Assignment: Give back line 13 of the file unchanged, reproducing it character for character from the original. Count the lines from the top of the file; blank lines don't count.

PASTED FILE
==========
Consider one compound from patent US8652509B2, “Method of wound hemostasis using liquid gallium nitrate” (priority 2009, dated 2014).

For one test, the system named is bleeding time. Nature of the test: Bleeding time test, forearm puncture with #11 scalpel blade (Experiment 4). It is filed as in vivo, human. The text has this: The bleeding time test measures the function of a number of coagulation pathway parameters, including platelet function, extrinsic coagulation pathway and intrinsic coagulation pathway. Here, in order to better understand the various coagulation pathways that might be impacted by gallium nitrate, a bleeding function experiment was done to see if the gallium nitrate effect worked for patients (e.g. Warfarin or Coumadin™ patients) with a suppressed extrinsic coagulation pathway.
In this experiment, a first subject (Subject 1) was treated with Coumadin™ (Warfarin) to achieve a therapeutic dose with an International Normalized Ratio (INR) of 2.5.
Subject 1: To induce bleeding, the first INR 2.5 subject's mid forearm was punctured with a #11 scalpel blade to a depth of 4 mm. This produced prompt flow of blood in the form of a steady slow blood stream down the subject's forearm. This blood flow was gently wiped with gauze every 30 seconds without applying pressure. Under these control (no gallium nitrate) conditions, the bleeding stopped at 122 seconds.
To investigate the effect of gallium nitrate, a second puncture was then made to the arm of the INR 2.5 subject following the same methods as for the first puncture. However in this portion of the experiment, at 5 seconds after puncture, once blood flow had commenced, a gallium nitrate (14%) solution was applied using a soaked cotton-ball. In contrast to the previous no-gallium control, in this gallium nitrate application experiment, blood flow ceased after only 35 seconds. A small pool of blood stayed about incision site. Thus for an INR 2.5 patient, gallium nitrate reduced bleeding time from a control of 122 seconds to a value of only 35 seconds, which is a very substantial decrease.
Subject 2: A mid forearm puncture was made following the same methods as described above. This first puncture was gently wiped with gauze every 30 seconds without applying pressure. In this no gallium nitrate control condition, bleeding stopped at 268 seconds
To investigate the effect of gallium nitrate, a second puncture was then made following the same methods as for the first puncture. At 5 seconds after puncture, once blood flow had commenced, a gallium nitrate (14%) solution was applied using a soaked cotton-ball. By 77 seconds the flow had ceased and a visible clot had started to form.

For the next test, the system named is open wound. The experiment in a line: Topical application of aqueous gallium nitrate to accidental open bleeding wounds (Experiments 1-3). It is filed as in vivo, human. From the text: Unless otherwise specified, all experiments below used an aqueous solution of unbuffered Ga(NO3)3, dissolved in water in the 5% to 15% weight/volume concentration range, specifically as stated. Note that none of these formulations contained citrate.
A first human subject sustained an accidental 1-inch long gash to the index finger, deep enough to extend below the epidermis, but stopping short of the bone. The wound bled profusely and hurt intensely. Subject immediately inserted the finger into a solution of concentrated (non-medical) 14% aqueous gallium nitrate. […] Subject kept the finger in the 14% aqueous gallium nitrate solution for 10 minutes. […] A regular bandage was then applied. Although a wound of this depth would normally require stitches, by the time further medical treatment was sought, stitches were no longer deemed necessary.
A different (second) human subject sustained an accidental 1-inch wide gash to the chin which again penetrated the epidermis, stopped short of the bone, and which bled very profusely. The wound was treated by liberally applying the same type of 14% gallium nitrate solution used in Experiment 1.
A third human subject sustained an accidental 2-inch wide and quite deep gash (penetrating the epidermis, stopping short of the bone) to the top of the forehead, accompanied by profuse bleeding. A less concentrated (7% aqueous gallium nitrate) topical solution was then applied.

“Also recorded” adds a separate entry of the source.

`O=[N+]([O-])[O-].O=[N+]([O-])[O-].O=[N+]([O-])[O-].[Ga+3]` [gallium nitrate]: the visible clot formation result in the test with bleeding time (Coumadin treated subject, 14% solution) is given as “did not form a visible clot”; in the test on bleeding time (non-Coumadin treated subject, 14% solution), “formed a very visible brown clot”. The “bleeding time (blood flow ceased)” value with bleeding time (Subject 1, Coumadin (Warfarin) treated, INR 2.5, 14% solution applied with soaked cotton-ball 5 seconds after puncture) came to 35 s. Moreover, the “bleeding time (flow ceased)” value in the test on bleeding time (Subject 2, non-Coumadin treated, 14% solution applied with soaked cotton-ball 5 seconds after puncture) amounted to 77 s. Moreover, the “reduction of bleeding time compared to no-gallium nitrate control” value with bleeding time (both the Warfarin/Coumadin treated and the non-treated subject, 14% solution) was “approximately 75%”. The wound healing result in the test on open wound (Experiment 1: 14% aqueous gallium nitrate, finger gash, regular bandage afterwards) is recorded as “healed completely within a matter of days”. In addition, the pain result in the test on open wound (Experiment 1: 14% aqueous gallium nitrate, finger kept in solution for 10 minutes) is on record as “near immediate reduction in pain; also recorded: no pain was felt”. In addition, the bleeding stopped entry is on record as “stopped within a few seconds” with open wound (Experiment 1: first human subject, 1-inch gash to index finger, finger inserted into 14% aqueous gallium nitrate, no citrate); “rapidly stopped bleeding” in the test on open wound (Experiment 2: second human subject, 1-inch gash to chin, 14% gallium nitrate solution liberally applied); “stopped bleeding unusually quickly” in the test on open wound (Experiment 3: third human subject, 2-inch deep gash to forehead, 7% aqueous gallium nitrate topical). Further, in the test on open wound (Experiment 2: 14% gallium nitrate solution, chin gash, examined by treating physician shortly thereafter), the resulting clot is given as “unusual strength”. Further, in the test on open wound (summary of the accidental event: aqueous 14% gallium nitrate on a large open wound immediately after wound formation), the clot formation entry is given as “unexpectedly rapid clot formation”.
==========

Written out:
`O=[N+]([O-])[O-].O=[N+]([O-])[O-].O=[N+]([O-])[O-].[Ga+3]` [gallium nitrate]: the visible clot formation result in the test with bleeding time (Coumadin treated subject, 14% solution) is given as “did not form a visible clot”; in the test on bleeding time (non-Coumadin treated subject, 14% solution), “formed a very visible brown clot”. The “bleeding time (blood flow ceased)” value with bleeding time (Subject 1, Coumadin (Warfarin) treated, INR 2.5, 14% solution applied with soaked cotton-ball 5 seconds after puncture) came to 35 s. Moreover, the “bleeding time (flow ceased)” value in the test on bleeding time (Subject 2, non-Coumadin treated, 14% solution applied with soaked cotton-ball 5 seconds after puncture) amounted to 77 s. Moreover, the “reduction of bleeding time compared to no-gallium nitrate control” value with bleeding time (both the Warfarin/Coumadin treated and the non-treated subject, 14% solution) was “approximately 75%”. The wound healing result in the test on open wound (Experiment 1: 14% aqueous gallium nitrate, finger gash, regular bandage afterwards) is recorded as “healed completely within a matter of days”. In addition, the pain result in the test on open wound (Experiment 1: 14% aqueous gallium nitrate, finger kept in solution for 10 minutes) is on record as “near immediate reduction in pain; also recorded: no pain was felt”. In addition, the bleeding stopped entry is on record as “stopped within a few seconds” with open wound (Experiment 1: first human subject, 1-inch gash to index finger, finger inserted into 14% aqueous gallium nitrate, no citrate); “rapidly stopped bleeding” in the test on open wound (Experiment 2: second human subject, 1-inch gash to chin, 14% gallium nitrate solution liberally applied); “stopped bleeding unusually quickly” in the test on open wound (Experiment 3: third human subject, 2-inch deep gash to forehead, 7% aqueous gallium nitrate topical). Further, in the test on open wound (Experiment 2: 14% gallium nitrate solution, chin gash, examined by treating physician shortly thereafter), the resulting clot is given as “unusual strength”. Further, in the test on open wound (summary of the accidental event: aqueous 14% gallium nitrate on a large open wound immediately after wound formation), the clot formation entry is given as “unexpectedly rapid clot formation”.